City to update project plans


Over time, a city should grow and change to meet the needs of its population and to attract new residents and businesses.

And so should a city’s comprehensive plan.

From new road and sewer infrastructure to more public parks and recreation space to more housing and commercial properties, there are many aspects city officials must consider when planning for the future.

The Seymour Plan Commission recently agreed to hire consultant Wabash Scientific of Carmel to update the city’s comprehensive plan. The company was selected by Mayor Craig Luedeman to do the work.

“A comp plan is essentially a blueprint for the city,” said city engineer Nathan Frey. “It’s an overarching plan for all the departments so that everybody is kind of arching in the same direction and so we’re not tearing up infrastructure that another department just built.”

Comprehensive plans should be updated and rewritten about every 10 years, Frey said.

“Our last one was done in 2003,” he said, meaning it’s about three years too old.

Included in the comprehensive plan is the park master plan and the thoroughfare plan, which Frey said was last updated in 1994. The parks plan has been updated more recently.

“This will make sure all of our documents are in line with each other,” he said.

The plan is costing the city $52,900, but Frey said other estimates for the work were more than double that amount.

Building commissioner Jeremy Gray, who heads the city’s planning and zoning department, said the main reason to update the plan is to give the city a better chance of obtaining funding for projects.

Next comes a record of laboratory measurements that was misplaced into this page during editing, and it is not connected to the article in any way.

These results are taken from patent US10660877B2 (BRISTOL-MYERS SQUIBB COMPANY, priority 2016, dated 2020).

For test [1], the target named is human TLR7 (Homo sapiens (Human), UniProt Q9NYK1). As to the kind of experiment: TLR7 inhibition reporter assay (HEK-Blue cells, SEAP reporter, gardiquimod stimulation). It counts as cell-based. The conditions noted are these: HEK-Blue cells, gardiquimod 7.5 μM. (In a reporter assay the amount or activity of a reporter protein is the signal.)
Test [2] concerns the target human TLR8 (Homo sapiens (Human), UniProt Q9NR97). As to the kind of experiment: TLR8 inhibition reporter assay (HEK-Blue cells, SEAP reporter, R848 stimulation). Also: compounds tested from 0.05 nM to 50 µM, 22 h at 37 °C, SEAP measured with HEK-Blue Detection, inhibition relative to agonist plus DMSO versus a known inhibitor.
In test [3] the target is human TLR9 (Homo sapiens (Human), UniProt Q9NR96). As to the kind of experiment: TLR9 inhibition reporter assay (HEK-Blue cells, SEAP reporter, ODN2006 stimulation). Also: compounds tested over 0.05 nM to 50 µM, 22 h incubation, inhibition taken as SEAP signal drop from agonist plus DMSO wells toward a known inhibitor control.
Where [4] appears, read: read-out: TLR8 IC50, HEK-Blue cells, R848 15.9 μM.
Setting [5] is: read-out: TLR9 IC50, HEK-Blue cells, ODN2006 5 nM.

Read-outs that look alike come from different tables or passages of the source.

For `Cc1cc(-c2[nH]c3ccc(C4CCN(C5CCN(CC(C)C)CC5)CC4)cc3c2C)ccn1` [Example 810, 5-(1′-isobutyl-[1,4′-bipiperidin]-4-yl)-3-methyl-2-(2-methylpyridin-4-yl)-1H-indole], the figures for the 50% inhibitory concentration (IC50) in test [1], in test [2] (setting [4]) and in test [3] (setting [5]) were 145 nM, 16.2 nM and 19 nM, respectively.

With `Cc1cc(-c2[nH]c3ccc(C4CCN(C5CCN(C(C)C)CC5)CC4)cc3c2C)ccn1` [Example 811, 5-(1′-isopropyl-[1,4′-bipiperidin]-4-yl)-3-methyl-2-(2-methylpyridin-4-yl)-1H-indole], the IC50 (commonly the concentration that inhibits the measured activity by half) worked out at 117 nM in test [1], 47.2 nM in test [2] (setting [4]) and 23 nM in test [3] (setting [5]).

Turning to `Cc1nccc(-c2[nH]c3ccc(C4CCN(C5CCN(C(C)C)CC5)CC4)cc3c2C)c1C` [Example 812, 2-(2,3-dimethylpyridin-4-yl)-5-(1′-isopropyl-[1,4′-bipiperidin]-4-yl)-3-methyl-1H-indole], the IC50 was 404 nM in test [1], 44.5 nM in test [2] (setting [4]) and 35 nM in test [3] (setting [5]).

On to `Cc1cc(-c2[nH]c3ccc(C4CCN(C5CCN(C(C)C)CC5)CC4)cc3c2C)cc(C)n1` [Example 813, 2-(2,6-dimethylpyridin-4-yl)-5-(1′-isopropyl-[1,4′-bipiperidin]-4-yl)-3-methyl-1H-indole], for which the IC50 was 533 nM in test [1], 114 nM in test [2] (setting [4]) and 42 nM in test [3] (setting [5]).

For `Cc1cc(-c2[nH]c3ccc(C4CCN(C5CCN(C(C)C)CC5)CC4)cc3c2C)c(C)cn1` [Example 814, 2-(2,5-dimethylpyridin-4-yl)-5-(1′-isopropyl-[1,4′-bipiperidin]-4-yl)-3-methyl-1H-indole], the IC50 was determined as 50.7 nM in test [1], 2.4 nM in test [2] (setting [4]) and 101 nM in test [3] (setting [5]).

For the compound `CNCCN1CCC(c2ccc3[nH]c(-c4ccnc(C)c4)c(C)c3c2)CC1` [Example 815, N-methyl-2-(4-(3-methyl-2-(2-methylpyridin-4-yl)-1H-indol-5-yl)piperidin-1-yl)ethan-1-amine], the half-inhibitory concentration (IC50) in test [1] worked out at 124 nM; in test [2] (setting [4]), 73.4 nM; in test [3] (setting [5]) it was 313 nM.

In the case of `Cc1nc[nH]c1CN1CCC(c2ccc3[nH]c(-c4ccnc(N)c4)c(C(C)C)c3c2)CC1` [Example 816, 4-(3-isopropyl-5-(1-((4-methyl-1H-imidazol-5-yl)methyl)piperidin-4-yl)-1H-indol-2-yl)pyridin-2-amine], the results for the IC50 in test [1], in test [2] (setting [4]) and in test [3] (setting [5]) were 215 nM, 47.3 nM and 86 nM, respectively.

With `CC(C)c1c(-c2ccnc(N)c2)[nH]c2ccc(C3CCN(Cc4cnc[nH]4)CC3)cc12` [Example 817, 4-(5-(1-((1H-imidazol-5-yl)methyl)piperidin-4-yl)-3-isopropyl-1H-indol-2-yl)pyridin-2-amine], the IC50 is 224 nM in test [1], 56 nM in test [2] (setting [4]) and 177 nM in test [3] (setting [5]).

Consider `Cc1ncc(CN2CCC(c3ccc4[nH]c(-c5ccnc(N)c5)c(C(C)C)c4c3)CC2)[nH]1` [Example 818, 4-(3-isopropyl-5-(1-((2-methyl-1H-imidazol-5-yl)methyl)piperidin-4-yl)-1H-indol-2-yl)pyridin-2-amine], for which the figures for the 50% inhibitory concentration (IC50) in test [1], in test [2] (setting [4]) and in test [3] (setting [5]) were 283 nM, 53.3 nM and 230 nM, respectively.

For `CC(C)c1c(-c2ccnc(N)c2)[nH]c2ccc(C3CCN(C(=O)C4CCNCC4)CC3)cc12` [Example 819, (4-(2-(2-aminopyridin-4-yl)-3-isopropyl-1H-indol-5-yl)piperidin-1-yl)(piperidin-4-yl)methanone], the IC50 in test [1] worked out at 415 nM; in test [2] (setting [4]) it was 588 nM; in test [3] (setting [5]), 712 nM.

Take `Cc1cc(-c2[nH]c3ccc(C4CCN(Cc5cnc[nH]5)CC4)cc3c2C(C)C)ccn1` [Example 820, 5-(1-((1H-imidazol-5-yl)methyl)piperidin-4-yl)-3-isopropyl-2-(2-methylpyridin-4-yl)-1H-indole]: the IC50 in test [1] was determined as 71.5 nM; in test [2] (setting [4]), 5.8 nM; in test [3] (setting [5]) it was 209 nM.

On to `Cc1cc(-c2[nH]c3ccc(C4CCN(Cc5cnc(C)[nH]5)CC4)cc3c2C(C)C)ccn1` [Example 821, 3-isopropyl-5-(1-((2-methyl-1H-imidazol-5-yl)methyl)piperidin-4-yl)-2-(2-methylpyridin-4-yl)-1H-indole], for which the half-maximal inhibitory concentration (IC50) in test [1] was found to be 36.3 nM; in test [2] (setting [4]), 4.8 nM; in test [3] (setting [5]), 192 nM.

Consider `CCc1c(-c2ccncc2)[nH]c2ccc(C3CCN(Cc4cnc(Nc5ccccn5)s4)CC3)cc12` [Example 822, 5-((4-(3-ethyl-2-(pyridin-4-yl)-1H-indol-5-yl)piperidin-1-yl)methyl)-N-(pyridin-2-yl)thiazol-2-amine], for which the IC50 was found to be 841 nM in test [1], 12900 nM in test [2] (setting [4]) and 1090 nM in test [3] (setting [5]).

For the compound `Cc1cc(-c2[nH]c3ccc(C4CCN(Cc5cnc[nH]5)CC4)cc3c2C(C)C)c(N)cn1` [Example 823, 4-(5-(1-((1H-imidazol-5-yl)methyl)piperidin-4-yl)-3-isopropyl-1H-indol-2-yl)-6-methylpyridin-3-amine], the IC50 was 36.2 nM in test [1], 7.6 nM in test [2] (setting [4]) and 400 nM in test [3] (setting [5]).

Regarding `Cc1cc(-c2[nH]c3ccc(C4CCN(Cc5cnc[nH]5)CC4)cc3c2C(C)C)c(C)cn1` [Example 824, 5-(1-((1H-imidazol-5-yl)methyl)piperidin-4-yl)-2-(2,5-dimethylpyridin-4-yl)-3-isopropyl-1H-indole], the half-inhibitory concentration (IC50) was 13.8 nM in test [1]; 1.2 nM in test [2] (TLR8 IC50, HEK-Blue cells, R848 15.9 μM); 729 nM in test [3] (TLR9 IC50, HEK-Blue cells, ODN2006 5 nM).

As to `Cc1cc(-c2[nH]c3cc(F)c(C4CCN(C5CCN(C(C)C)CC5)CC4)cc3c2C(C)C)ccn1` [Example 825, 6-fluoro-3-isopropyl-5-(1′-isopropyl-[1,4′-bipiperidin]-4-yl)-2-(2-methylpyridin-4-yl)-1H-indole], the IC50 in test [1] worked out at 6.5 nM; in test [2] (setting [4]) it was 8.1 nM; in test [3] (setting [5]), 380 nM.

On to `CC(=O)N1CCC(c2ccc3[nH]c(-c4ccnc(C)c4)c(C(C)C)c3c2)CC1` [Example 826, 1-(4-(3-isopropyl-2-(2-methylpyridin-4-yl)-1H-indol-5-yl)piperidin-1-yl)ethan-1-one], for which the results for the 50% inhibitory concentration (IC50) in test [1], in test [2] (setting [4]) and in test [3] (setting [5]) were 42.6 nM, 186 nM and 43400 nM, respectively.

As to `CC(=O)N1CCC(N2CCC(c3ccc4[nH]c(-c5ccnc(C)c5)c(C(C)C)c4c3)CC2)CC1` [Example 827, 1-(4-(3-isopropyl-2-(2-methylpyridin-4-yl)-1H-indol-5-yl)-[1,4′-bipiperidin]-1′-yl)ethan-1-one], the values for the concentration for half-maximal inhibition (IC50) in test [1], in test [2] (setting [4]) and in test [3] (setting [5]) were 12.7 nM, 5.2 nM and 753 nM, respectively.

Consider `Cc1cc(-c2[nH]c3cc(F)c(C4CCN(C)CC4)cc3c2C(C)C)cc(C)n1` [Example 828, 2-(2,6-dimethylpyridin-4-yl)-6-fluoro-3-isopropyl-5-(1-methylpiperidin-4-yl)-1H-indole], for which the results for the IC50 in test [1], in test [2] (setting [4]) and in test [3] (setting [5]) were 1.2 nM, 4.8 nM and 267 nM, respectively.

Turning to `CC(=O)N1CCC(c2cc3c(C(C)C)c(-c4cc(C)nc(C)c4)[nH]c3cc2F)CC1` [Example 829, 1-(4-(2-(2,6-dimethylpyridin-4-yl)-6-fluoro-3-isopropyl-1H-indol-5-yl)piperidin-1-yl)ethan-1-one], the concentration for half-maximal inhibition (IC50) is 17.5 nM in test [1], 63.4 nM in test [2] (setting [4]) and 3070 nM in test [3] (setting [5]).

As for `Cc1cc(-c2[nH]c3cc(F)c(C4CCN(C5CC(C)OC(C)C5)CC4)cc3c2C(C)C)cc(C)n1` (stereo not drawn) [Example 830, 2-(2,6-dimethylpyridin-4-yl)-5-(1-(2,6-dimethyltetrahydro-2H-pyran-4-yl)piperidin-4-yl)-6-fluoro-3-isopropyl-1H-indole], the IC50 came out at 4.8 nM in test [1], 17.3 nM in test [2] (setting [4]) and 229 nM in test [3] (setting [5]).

“If we don’t do this, we don’t get federal monies,” he said. “We’re not eligible for grants. We have to have a plan in place every 10 years, so it’s time to do all of them.”

The contract with Wabash Scientific will have to go before the board of works for approval, too, but it’s the plan commission’s responsibility to make sure the comprehensive plan is completed, said city attorney Rodney Farrow.

“It will be approved by you, so you will have input,” Farrow told commissioners.

Wabash Scientific has done work for the city in the past through the redevelopment commission.

“This consultant specializes in these kinds of documents,” Frey said. “He’s not a designer. He doesn’t build roads. He’s a planner.”

Gray said a committee to oversee the comprehensive plan would be formed, and several commissioners would be asked to serve on it.

The public also will have opportunities to provide input and ask questions, as there will be several public hearings conducted during the process, Frey said.

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